Tuesday, July 31, 2018

Custom TTM Success!: Art LaFleur as Babe Ruth in The Sandlot

Here's a fun through-the-mail success story.

The origins of this one go back to January 2016. Among the flurry of TTM requests I sent out at the time were 3 regarding the beloved 90s film The Sandlot. Sadly for me, I didn't have much luck with them. As I documented in a post a few months later, Mike Vitar (Benny) and Marley Shelton (Wendy) came back as undeliverable, while Art LaFleur (The Babe) just never came back, but I held out hope it might surprise me in my mailbox someday down the line.

It didn't. But fast forward to earlier this month, I got an email from Art LaFleur's wife. She told me they stumbled upon that old blog post of mine, and that my request was never received. I guess the address I used wasn't reliable. But she told me they both got a kick out of the cards.

She offered to give me a better address to use, though asked me not to share it. She also said they'd like to buy a few copies of each card I made so Art could share them with his fans. (Sometimes fans ask Art to sign real Babe Ruth cards, which he is understandably against for moral reasons, as that's not him pictured.. but cards featuring him in character as the Babe wouldn't have that problem.)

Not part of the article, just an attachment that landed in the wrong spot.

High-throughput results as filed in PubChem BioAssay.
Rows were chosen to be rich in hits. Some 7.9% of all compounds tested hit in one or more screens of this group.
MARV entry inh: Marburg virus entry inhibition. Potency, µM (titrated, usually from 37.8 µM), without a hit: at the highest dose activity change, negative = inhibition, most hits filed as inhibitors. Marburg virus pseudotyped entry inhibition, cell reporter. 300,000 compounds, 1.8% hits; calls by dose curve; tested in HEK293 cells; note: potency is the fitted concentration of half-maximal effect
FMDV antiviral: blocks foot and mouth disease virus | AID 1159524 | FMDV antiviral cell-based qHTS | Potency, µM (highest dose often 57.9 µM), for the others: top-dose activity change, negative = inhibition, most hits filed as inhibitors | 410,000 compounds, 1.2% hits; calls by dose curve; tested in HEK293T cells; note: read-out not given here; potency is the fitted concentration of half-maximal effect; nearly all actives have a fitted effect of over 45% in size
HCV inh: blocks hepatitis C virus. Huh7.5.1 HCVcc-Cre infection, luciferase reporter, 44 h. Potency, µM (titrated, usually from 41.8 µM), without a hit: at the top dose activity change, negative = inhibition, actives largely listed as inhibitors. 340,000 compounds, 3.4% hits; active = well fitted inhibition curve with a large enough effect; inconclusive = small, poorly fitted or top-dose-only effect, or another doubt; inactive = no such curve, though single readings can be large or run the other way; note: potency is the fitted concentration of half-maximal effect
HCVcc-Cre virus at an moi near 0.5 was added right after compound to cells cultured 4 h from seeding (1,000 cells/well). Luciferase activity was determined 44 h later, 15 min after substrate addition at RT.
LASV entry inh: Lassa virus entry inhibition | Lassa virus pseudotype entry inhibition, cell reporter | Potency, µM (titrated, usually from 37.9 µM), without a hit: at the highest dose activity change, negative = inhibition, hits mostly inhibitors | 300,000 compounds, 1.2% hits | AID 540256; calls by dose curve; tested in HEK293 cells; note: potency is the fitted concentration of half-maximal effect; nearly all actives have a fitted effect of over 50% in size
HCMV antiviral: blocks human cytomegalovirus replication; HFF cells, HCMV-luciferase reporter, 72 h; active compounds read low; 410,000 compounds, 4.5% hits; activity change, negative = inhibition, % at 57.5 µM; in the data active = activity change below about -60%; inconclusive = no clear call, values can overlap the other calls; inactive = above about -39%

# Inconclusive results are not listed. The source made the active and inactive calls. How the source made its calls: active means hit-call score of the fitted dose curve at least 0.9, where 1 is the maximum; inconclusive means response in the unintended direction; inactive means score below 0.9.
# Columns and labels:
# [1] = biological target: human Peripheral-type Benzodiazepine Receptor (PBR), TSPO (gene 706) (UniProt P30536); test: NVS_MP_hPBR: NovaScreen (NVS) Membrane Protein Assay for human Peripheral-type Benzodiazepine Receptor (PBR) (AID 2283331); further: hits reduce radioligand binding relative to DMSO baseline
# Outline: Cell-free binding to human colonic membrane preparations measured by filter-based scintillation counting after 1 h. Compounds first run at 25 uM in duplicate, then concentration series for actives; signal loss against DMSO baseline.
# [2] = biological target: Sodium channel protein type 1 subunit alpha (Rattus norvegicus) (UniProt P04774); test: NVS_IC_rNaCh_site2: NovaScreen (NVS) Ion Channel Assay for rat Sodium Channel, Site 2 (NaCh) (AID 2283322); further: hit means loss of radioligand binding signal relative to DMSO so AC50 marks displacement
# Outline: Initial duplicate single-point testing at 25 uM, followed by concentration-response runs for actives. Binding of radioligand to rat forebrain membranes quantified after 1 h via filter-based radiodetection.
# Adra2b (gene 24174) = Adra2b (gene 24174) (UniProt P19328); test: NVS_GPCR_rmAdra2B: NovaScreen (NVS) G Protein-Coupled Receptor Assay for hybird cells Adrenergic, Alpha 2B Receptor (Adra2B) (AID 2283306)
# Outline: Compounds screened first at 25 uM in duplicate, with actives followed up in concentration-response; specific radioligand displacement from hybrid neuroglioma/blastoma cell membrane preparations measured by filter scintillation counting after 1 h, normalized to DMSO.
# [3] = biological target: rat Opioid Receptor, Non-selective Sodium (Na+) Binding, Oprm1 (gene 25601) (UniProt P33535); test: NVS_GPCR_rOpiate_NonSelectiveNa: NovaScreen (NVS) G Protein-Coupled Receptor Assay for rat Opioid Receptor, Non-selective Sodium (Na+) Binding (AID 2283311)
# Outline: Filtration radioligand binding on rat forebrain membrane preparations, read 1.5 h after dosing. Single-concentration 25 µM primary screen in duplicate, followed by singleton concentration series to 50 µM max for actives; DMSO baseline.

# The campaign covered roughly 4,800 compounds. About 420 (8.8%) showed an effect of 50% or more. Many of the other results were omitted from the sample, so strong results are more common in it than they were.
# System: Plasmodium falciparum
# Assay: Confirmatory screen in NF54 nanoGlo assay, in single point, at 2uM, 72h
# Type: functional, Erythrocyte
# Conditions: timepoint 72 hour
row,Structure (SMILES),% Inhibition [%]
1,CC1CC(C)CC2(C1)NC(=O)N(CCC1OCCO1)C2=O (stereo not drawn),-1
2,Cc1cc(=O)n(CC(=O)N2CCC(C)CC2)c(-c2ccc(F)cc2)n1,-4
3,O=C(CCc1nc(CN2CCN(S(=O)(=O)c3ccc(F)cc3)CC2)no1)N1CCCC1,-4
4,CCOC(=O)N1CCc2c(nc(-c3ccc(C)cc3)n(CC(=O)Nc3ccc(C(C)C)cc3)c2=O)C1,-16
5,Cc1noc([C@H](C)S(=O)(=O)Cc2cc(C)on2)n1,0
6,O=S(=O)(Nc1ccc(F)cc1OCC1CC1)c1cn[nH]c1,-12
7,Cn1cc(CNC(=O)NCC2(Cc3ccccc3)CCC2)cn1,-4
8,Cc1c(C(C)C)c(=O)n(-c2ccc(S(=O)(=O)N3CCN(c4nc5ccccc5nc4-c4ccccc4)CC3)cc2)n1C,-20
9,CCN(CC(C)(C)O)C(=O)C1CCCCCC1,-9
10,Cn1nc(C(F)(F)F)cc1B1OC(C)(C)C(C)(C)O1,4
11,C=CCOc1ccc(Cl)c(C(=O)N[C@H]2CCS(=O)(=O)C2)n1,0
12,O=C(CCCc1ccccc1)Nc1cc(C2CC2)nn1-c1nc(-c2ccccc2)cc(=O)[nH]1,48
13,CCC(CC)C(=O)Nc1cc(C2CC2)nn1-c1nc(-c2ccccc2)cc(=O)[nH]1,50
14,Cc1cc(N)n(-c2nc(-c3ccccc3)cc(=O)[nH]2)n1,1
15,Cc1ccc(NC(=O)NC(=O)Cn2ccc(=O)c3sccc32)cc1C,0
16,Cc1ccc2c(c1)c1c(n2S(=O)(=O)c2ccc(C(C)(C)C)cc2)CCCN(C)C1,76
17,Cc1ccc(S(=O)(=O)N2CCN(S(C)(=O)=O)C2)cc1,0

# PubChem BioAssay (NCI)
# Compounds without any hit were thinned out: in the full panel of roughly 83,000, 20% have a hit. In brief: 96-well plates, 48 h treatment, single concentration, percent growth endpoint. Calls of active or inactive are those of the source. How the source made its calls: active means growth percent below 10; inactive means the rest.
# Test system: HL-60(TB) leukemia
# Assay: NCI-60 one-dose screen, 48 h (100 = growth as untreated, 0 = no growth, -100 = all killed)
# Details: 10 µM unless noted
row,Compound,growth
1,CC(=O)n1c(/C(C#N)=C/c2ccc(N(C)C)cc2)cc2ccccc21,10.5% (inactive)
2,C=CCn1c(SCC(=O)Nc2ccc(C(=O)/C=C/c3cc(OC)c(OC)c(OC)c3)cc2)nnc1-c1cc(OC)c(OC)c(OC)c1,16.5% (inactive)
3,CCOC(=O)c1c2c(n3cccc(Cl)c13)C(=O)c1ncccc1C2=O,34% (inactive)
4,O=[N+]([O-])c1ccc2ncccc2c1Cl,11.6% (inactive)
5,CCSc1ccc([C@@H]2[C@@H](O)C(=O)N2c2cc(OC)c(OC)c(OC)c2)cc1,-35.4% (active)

As you can imagine, this email totally made my day! I told her I'd be happy to send a bunch of extras free of charge, just hoping to get one each signed and returned. In addition to the two designs had whipped up back in early 2016 (one Babe, and one of Art's character in Field of Dreams), I also set out to make a 3rd card for the occasion. I went with a Goudey design reminiscent of cards from Ruth's playing days. It just came back signed yesterday and I couldn't be happier with it!..

Super cool, right?!